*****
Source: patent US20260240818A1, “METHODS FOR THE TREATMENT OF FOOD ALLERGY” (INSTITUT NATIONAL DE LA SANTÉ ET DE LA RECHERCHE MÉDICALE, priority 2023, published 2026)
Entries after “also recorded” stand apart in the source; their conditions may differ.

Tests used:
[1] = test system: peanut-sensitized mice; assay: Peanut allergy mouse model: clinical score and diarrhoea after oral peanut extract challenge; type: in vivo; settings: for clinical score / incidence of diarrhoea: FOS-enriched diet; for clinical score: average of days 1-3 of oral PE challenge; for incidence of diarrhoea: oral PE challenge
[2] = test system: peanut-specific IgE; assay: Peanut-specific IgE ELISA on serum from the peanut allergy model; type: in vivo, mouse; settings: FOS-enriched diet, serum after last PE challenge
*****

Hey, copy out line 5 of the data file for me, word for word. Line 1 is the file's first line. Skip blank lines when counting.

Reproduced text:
[2] = test system: peanut-specific IgE; assay: Peanut-specific IgE ELISA on serum from the peanut allergy model; type: in vivo, mouse; settings: FOS-enriched diet, serum after last PE challenge